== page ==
AB - The angular velocity of lower limb segments during walking is useful for calculating temporal-spatial parameters and joint kinematics in the inertial measurement unit (IMU)-based gait analysis. While many IMU-based methods for gait analysis have been proposed, configurations of data acquisition and signal conditioning parameter have not been standardized across studies. This study examined the effect of sampling rate and filter design on the characteristic angular velocity waveform obtained from IMUs donned on the lower limbs. Specifically, the frequency analysis of this waveform was performed, and the difference in timing and magnitude of the signal at gait events was evaluated relative to the initial signal. A minimum sampling rate of 35 Hz and a lowpass filter (LPF) cutoff of greater than 10 Hz were found to be appropriate parameters for acquisition and conditioning of the lower limb angular velocity signals. The required low minimum sampling rate suggests that gyroscope data are appropriate for use in bandwidth and battery life limited mobile health applications. Our results also showed that while the commonly employed LPF cutoffs of 5 Hz or less may be appropriate for mid-stance detection, they were not optimal for calculation of heel-strike, toe-off, mid-swing, or angular displacement, obtained with heel-strike and toe-off as delimiters.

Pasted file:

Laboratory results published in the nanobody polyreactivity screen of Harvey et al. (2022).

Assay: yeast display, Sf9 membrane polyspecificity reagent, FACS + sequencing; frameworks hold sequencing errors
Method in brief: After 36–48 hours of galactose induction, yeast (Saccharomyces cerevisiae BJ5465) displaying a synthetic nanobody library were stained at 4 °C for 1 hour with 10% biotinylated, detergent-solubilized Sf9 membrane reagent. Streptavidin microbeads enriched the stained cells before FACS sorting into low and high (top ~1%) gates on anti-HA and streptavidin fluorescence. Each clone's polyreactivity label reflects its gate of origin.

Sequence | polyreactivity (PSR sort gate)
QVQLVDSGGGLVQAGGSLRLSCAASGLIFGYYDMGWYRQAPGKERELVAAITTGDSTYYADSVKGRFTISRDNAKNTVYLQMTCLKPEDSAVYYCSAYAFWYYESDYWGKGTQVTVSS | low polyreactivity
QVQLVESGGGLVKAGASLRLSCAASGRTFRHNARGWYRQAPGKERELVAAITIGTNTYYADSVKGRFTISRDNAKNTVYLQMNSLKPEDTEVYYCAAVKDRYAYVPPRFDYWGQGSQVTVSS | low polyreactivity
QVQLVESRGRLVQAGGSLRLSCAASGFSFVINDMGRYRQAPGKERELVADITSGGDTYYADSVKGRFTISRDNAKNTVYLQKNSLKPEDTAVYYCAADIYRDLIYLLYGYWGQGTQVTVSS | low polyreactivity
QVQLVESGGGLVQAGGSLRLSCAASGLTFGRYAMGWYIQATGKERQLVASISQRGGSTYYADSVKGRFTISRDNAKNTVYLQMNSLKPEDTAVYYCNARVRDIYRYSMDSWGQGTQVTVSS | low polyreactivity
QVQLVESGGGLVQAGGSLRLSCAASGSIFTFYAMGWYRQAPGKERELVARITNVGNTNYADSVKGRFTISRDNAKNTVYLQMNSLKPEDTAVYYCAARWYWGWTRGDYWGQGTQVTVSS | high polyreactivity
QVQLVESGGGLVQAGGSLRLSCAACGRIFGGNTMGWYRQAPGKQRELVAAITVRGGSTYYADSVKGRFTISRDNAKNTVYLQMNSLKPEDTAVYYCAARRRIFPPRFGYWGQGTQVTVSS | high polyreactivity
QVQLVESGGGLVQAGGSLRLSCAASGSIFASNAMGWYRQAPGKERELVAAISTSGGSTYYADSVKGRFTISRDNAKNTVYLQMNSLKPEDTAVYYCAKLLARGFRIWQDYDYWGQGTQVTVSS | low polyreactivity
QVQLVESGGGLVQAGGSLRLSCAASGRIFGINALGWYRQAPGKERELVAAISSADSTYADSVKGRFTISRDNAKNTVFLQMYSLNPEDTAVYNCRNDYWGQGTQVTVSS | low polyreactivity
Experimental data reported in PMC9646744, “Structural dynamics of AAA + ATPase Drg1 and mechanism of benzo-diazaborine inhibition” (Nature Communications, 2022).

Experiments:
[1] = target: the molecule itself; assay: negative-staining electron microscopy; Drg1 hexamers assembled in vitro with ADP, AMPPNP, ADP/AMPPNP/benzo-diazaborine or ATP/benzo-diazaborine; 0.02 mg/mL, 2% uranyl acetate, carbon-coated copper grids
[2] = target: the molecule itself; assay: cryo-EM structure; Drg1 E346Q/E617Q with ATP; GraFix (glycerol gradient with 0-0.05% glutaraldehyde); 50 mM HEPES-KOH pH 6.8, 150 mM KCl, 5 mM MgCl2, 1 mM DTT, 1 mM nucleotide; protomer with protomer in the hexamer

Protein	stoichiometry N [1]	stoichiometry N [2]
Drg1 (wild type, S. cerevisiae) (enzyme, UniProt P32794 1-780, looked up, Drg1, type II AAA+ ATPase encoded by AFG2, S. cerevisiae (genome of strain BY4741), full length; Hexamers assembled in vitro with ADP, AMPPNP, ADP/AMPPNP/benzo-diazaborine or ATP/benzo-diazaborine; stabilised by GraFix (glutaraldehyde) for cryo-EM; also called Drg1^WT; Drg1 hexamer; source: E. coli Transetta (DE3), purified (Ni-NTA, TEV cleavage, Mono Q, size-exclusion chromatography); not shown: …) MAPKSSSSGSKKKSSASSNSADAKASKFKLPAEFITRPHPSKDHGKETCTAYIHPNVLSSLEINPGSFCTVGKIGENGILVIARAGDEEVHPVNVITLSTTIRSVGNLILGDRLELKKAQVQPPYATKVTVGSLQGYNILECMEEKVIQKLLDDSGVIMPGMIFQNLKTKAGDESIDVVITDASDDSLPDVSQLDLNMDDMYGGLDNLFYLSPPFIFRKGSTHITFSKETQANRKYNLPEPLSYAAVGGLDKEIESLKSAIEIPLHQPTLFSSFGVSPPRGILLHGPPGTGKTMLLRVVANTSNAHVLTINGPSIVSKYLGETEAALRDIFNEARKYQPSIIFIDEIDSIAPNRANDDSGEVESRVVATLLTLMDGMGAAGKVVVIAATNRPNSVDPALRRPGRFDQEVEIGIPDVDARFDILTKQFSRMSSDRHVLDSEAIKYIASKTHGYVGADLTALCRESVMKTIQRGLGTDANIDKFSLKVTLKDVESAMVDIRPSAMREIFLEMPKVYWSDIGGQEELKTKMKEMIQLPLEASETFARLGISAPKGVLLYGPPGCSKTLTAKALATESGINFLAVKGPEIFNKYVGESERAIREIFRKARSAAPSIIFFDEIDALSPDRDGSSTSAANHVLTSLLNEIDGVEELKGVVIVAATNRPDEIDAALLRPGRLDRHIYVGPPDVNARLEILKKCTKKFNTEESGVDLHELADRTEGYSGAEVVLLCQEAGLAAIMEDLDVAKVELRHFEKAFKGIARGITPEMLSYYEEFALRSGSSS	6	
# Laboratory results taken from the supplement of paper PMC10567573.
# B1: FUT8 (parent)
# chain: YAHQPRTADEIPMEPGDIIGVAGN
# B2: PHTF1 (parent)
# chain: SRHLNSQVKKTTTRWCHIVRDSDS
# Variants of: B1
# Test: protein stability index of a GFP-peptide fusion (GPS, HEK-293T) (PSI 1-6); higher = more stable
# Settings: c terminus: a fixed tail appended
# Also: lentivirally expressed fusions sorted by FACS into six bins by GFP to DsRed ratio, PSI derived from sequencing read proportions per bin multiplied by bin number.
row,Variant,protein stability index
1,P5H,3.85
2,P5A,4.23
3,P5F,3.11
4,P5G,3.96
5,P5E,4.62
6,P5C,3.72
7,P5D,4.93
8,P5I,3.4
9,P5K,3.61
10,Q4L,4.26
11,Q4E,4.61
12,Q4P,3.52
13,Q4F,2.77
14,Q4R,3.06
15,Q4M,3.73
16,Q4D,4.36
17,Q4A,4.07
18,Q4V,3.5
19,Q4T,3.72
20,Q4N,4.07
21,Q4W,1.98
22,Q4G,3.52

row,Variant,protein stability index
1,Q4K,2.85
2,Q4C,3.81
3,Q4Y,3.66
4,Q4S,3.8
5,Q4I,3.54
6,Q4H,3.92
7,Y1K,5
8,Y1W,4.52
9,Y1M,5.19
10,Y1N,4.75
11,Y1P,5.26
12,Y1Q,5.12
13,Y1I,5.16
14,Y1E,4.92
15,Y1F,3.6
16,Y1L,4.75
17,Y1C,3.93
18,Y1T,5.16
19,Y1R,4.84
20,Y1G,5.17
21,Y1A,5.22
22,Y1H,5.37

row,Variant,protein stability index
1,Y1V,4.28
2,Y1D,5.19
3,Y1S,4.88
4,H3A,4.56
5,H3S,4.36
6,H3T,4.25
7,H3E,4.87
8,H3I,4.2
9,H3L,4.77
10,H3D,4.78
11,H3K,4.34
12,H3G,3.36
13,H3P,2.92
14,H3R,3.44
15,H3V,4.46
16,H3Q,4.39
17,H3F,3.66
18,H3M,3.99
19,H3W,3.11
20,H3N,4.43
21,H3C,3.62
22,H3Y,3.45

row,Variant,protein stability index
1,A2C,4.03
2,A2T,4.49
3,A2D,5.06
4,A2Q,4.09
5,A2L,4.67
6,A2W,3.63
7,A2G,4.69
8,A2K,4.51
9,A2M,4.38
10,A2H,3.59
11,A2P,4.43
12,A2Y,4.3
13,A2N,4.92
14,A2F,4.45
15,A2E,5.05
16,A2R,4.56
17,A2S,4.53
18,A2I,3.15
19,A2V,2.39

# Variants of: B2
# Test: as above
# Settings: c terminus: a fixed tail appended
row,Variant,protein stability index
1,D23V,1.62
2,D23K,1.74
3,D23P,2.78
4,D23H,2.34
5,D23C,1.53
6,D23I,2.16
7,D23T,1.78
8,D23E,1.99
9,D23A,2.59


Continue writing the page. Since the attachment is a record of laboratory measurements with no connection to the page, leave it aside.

KW - angular velocity

KW - digital filter

KW - gyroscope

KW - Inertial measurement unit

KW - mobile health

KW - sampling rate

UR - http://www.scopus.com/inward/record.url?scp=85065414411&partnerID=8YFLogxK

UR - http://www.scopus.com/inward/citedby.url?scp=85065414411&partnerID=8YFLogxK

U2 - 10.1109/JSEN.2019.2899724

DO - 10.1109/JSEN.2019.2899724

M3 - Article

AN - SCOPUS:85065414411

VL - 19

SP - 4115

EP - 4122

JO - IEEE Sensors Journal

JF - IEEE Sensors Journal

SN - 1530-437X

IS - 11

M1 - 8642884

ER -